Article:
"Primitive tribes believed that if a cripple could survive childhood, he was blessed by the gods. He was special. He was not really from this physical world. He belonged to the spiritual world, with an inside channel to the gods. He was not suited for the normal activities of living such as hunting and fighting. But everything he did or said were omens from the gods. He was taken care of by the tribe and lived in freedom."

Altered realities through warping time and body imagery play integral roles in Frank's subversive art. Caves also fill important components of the art. Time, nudity, and caves are often combined at his performances, which have lasted as long as 48 hours.

While other members of his troupe perform and interact with participants, Frank often is apart, meeting people in his cave. Only they know what happens.

The nudity in Frank's life and art easily offends people. Although subverting reality is a goal, he has also coined the word "eroplay" to explain the importance of nudity in his work. He describes eroplay as the activity of getting people to know one another's bodies in a fun and non-sexual way. In contrast, Moore defines pornography as sexuality without feeling.

Frank does not fit easily, if at all, into the conventional disability rights movement. But his life is a testimony to our rhetoric of independence and equality of opportunity. His catalog of successes include books, pamphlets, videos, a well-respected zine, THE CHEROTIC [r]EVOLUTIONARY, and his web site, The Web of All Possibilities. Here you can visit the Shaman's Cave, see paintings and photos (he is currently requesting nude photos from all e-salon participants), link to many other sites, and keep up with current performance art activities.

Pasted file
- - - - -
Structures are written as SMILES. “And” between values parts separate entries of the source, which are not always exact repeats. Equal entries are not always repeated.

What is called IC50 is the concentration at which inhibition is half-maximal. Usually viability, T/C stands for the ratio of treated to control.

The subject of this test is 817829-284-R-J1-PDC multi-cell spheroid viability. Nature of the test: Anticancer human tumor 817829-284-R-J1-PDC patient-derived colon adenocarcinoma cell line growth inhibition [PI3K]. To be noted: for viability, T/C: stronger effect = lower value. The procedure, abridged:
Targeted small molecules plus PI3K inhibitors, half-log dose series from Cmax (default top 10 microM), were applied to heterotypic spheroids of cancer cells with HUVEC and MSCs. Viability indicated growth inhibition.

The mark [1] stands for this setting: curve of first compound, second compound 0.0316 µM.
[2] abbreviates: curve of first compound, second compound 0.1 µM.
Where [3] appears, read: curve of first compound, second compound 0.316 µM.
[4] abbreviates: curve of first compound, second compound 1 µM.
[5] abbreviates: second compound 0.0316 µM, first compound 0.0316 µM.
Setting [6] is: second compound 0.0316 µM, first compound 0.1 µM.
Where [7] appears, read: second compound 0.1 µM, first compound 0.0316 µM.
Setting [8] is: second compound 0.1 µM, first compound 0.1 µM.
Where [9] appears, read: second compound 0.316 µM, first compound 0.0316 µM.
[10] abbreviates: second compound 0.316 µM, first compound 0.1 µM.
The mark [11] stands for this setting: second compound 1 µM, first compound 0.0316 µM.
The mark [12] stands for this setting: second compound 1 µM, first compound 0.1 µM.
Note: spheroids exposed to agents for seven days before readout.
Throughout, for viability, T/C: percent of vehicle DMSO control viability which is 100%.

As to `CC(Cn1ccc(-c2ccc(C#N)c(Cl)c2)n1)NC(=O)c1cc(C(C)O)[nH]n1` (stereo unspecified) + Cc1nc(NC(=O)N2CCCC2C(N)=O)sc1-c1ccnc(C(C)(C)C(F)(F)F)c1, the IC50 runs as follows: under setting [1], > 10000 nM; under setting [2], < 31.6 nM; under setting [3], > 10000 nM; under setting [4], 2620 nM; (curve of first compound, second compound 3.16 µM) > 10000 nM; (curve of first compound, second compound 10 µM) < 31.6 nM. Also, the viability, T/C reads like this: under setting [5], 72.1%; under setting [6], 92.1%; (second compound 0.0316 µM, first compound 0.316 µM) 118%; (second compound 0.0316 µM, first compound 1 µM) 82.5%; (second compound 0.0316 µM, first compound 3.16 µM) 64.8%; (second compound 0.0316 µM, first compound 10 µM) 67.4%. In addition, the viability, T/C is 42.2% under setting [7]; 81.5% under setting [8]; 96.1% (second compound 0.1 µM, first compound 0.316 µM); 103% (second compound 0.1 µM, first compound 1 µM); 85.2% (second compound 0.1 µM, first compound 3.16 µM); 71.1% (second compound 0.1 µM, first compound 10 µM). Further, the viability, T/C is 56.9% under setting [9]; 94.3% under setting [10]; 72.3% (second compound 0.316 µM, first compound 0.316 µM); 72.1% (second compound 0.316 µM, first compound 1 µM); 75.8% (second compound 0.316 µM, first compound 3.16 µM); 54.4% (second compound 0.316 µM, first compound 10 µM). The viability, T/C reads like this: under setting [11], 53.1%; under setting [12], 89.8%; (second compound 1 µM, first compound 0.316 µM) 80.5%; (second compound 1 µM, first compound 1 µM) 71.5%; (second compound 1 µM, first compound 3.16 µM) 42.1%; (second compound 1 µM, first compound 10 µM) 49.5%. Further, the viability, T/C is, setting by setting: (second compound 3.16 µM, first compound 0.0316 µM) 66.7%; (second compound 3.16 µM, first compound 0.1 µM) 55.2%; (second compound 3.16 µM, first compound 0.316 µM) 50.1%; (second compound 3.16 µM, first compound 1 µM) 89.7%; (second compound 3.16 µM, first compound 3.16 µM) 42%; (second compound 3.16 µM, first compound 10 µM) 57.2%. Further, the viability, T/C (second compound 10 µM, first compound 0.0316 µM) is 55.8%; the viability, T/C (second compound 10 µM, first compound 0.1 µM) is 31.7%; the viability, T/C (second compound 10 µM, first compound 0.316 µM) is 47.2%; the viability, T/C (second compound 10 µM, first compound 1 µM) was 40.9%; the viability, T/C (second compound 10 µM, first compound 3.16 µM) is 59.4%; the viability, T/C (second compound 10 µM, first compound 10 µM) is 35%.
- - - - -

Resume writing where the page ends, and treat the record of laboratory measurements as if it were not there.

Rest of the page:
Frank supports people who remain true to their vision. You might even say he supports the vision(s) that live through people. Consistent with his life of subverting traditional expectations, he is resistant to labels:

"I agree that by accepting labels like gay artist, black artist, crip artist, woman artist, etc., we artists are playing into the forces that seeks to isolate/fragment people, to box art into neat fashionable packages, easy to identify [and once identified, thinking usually stops], into sound/image/cultural bites...i've always dodged being "a crip artist" because that limited the art. art should be free to explore anything, to use anything to reach the universals."

You can check out the possibilities at:, or PO Box 11445, Berkeley, CA 94712.